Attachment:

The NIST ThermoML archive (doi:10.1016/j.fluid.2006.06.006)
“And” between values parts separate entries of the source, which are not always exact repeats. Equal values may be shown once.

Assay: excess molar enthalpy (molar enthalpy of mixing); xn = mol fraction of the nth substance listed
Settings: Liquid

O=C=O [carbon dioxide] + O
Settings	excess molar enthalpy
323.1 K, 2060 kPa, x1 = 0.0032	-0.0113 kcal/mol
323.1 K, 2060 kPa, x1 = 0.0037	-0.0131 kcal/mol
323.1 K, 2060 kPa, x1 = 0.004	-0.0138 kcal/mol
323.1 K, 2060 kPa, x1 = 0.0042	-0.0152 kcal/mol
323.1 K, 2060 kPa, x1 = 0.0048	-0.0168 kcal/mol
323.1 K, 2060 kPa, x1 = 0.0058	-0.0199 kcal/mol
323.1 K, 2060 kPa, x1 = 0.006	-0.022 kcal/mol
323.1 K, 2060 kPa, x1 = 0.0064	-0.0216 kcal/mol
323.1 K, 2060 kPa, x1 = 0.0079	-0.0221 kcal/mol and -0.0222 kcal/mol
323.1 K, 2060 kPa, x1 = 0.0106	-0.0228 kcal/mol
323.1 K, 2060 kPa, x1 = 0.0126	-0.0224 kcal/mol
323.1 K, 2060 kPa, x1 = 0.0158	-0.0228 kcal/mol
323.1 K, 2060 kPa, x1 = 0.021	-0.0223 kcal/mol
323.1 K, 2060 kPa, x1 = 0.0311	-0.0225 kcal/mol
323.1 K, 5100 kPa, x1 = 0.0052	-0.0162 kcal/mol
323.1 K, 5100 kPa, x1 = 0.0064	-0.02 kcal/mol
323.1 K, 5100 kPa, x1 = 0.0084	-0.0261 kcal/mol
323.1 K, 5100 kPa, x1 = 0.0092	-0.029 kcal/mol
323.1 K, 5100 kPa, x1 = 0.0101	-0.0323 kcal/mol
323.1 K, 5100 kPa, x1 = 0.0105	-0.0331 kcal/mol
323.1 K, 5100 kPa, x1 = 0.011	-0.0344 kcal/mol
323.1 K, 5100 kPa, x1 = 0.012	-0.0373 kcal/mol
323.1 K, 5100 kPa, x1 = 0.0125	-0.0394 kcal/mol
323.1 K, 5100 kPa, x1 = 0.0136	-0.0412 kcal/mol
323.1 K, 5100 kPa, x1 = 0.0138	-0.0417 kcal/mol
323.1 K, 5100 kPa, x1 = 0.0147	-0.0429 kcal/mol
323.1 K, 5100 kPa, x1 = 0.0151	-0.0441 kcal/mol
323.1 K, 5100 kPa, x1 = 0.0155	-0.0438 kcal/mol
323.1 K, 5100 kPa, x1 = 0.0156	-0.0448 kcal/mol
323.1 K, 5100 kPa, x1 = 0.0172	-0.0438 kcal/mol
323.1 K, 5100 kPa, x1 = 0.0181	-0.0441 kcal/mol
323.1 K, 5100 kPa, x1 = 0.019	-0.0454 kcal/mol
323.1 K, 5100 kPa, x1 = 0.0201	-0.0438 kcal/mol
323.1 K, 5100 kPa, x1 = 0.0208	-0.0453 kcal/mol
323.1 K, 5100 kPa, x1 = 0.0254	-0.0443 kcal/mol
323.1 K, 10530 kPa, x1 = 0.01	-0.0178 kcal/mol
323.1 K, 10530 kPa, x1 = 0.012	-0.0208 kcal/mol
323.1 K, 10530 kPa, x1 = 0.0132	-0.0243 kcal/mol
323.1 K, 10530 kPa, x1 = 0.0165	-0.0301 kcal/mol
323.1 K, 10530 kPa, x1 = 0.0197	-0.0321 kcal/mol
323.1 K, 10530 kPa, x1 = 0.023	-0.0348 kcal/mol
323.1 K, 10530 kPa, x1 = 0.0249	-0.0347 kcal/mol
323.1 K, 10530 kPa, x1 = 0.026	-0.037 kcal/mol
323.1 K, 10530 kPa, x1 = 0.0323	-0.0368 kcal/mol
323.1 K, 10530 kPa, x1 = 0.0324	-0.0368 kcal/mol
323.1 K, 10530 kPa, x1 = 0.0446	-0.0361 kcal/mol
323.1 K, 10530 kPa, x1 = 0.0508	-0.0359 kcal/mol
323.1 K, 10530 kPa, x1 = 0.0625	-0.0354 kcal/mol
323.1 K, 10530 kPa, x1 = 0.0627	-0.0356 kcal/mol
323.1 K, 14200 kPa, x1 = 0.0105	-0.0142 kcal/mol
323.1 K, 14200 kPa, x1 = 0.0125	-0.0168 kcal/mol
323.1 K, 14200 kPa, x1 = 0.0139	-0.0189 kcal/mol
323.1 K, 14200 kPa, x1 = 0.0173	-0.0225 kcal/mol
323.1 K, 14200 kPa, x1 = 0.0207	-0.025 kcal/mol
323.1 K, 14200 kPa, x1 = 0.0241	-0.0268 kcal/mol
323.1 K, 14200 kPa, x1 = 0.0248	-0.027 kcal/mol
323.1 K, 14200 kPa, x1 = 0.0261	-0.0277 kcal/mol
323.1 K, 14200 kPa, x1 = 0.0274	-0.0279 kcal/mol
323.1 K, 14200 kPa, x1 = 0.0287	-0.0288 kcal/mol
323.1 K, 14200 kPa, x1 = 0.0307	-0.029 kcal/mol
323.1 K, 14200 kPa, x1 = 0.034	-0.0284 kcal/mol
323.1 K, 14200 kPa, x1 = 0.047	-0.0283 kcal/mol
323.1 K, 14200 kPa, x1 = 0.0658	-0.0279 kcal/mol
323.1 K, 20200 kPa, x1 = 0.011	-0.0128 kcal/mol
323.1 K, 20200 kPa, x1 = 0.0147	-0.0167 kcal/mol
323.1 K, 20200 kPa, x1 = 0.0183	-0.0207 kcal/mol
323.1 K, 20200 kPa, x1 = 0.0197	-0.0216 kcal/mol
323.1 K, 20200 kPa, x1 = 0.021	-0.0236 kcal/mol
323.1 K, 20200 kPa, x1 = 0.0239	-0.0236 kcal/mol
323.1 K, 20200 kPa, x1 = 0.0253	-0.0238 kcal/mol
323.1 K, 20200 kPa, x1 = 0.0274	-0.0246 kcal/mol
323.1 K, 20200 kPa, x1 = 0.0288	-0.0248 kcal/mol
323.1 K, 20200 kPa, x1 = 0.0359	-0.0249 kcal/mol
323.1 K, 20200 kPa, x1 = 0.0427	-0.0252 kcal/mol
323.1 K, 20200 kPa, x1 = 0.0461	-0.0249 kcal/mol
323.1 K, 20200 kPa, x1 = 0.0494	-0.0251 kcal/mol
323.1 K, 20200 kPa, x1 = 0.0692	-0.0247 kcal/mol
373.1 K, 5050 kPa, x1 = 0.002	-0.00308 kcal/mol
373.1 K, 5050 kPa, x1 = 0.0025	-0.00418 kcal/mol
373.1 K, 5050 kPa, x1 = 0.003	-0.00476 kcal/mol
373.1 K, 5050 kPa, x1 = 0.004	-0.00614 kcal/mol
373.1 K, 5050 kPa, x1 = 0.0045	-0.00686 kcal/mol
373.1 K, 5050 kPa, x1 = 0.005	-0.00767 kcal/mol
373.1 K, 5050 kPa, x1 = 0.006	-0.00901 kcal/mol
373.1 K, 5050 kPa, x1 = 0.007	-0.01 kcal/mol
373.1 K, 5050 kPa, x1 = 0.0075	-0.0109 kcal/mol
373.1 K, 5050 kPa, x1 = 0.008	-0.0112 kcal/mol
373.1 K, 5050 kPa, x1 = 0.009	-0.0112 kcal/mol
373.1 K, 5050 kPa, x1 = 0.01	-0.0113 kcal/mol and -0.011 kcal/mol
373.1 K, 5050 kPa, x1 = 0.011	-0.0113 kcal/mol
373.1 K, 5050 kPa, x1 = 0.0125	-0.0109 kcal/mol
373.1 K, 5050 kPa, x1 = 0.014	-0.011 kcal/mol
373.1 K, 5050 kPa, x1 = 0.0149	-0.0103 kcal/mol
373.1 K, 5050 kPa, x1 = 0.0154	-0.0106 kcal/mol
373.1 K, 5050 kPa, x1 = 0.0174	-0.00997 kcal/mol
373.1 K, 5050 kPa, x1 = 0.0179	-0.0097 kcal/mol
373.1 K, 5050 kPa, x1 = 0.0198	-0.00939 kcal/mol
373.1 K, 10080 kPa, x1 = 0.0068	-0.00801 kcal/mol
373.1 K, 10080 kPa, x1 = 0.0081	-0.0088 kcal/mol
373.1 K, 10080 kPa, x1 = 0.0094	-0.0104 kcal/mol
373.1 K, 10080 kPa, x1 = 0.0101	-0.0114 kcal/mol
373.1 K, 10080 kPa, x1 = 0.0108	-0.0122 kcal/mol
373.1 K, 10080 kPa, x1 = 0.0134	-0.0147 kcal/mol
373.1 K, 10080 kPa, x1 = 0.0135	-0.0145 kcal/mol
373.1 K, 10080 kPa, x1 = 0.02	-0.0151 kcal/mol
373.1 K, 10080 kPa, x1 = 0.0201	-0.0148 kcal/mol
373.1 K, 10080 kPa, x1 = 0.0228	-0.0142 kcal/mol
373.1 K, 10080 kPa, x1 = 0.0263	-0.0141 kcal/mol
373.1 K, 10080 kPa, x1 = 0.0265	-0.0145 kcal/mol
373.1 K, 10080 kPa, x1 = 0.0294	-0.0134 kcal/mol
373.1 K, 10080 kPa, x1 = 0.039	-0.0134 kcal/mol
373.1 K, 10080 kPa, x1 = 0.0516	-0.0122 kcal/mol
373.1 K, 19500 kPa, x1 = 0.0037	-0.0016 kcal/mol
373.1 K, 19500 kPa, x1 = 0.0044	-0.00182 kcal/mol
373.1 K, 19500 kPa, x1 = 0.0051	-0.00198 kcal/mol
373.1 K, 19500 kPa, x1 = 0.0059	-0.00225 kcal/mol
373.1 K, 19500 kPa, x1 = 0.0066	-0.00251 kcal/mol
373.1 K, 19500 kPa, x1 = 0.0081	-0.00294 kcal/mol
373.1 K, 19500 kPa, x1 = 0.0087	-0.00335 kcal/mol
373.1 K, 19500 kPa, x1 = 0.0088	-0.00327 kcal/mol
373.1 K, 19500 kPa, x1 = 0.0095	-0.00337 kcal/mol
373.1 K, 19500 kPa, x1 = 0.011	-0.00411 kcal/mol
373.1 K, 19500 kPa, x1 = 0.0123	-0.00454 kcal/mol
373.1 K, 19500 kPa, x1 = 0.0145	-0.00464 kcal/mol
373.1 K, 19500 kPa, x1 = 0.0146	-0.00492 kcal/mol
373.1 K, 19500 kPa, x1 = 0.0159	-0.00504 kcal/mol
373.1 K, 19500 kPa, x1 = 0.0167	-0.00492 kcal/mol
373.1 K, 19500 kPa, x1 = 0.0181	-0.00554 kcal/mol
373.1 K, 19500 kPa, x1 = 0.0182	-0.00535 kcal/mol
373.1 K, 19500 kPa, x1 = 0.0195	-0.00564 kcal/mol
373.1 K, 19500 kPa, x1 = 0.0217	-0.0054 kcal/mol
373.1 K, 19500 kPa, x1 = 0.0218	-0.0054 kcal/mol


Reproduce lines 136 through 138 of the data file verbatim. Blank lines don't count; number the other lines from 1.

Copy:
373.1 K, 19500 kPa, x1 = 0.0195	-0.00564 kcal/mol
373.1 K, 19500 kPa, x1 = 0.0217	-0.0054 kcal/mol
373.1 K, 19500 kPa, x1 = 0.0218	-0.0054 kcal/mol